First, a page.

You pay with 20p and you spend 9p. You get more than 9p change.
• Sam says that the difference between 13p and 6p is the same as the difference between 20p and 13p. Is he right?

In-depth Investigation: The Puzzling Sweet Shop
Use the clues to work out which sweets the children bought. The Puzzling Sweet Shop from nrich.maths.org.

### Extra Support

Mystery Sums
Finding how many more are needed to make 10

## Unit 3 Totals of amounts; change from 10p, 20p (suggested as 3 days)

### Objectives

Find totals of amounts; calculate change from 10p and 20p
Unit 3: ID# 1741

National Curriculum
Meas (iii)

Hamilton Objectives
22. Recognise and know the value of different denominations of coins and notes.
7. Know number bonds to 10, e.g. 5 + 5, 6 + 4, etc. Also know what is left if objects are taken from 10.
10. Recognise the + and – and = signs, and use these to read and write simple additions and subtractions.
12. Solve missing number problems and addition/subtraction problems in number stories.

### Planning and Activities

Day 1 Teaching
Find totals of money using real coins (10p, 2p, and 5p). Model adding amounts in different orders, i.e. We know that 5 + 2 is 7… What is 7 add 10? We don’t need to count on in ones - we can use Spider to add 10, making 17.
Or Let’s start with the larger number…What is 10p + 5p? We can use place value to recombine these amounts… Then count on another 2p from 15p. Tap the 2p twice saying sixteen, seventeen.
Group Activities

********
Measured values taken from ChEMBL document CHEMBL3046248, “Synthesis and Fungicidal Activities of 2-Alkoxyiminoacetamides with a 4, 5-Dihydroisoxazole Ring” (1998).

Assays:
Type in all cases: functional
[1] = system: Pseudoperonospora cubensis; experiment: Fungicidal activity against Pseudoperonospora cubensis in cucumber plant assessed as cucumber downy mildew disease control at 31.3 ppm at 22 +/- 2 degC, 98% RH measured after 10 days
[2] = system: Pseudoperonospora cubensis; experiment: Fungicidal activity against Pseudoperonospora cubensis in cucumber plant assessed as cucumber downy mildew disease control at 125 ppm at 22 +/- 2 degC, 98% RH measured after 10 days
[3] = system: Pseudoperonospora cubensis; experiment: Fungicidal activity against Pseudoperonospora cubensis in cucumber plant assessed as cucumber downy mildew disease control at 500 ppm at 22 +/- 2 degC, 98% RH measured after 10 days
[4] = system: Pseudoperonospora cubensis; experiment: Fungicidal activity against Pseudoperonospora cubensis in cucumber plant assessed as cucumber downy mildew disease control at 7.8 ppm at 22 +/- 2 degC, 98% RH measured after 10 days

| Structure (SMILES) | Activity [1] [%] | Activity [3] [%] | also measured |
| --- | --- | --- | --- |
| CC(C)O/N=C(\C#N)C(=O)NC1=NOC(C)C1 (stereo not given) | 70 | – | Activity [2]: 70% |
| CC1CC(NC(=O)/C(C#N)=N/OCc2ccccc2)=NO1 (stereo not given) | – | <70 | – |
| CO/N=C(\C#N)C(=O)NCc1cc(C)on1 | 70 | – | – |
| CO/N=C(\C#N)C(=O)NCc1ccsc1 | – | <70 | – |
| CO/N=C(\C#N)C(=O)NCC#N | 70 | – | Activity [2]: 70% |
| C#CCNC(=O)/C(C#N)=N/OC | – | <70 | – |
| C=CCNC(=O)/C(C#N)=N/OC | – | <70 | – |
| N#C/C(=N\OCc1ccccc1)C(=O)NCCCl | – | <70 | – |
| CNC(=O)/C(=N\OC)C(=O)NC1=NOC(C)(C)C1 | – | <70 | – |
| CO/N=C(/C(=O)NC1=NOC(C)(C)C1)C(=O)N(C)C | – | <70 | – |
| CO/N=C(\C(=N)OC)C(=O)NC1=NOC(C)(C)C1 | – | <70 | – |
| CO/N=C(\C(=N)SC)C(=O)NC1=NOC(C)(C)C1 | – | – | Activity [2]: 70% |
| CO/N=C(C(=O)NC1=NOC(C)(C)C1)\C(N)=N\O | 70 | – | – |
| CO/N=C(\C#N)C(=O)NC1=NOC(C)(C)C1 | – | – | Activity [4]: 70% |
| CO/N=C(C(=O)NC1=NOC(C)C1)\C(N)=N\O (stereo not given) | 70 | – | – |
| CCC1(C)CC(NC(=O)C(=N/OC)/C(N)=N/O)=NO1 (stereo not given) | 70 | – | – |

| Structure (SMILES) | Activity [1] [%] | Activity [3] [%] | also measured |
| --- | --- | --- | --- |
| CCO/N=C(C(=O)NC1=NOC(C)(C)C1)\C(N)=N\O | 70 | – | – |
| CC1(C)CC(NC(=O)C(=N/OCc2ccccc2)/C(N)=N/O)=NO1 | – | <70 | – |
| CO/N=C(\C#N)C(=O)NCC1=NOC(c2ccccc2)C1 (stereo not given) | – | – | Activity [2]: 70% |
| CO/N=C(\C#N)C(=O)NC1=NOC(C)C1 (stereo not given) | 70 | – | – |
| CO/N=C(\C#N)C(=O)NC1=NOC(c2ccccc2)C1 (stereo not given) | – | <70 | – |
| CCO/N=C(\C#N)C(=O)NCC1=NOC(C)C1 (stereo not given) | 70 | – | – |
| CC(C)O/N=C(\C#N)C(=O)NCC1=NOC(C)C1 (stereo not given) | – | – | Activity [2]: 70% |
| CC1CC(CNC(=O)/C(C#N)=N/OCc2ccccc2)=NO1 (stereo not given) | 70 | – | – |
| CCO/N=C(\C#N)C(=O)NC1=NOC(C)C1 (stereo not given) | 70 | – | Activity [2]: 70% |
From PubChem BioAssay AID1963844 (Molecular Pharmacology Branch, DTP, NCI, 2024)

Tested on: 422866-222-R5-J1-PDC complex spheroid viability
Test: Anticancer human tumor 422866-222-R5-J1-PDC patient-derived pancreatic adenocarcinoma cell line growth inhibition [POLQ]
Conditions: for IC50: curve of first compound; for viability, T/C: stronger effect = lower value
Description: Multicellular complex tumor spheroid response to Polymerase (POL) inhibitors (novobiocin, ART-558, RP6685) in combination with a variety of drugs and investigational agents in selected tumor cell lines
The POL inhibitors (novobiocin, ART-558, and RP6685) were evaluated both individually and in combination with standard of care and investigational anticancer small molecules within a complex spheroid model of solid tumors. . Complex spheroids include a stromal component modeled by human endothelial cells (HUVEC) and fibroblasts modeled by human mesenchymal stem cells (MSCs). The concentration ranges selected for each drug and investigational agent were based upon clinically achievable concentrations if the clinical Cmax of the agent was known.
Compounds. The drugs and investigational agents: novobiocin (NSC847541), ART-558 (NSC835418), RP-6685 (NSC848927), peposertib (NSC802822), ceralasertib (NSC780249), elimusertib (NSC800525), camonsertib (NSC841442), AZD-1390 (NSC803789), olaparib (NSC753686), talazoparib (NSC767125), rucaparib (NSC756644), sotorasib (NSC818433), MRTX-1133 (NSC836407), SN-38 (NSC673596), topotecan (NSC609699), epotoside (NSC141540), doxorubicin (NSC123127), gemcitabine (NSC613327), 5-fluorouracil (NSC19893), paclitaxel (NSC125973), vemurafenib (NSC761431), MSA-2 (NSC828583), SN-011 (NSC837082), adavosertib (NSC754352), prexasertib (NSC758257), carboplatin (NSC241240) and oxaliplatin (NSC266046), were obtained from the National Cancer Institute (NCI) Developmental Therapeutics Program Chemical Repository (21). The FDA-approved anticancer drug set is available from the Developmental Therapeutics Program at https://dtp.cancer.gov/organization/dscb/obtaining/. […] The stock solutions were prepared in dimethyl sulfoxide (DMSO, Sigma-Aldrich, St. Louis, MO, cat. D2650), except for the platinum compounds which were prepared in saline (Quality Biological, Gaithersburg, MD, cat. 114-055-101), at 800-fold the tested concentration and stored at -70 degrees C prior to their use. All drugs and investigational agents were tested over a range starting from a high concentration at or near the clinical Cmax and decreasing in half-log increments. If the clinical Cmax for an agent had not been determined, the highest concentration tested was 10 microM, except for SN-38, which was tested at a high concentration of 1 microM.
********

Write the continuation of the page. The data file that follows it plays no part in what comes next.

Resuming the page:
-- Pick 2 or 3 coins from 1p to 20p; choose an efficient order to add, then find the total.
-- Find the total of all possible combinations of three coins 1p to 20p. Add four coins.

Day 2 Teaching
Label objects with price tags from 20p to 30p. Use a 0–30p penny line to show how to find change from 30p if paying for an item with a 20p and a 10p coin. Choose an item and count up from its price to 30p. Repeat.
Group Activities
-- Role-play ‘shops’, finding the change from 30p.
-- Work out whether a shopkeeper has given the correct change.

Day 3 Teaching
Display stickers priced between 10p and 30p. Which stickers can’t be bought with 20p? Demonstrate how to use the ‘friendly pairs’ cards (the bonds to 10) to help work out the change from 20p when buying different stickers: recalling and using number bonds, rather than counting up in 1s.
Group Activities
Use the in-depth problem-solving investigation ‘Change Challenge’ as today’s group activity.
Or, use this activity:
-- Look for friendly facts and pairs to help work out change.

### You Will Need

• Coins and sticky tack
• Objects and price tags
• ‘0–30p penny line’ (see resources)
• Large mock coins
• ‘Maria’s problems’ (see resources)
• ‘Stickers’ sheets 1 and 2 (see resources)
• Additional activity sheets (see resources)
• Interactive whiteboard coins
• 1-100 grid

### Mental/Oral Maths Starters

Day 1
Make amounts up to 10p (pre-requisite skills)

Day 2
Pairs to 10 (pre-requisite skills)

Suggested for Day 3
Counting on and back in 2s and 10s (simmering skills)

### Worksheets

Day 1
Find money totals, re-ordering coins to aid addition.

Day 2
Choose an item to buy and work out change from 20p or 30p by counting up.

Day 3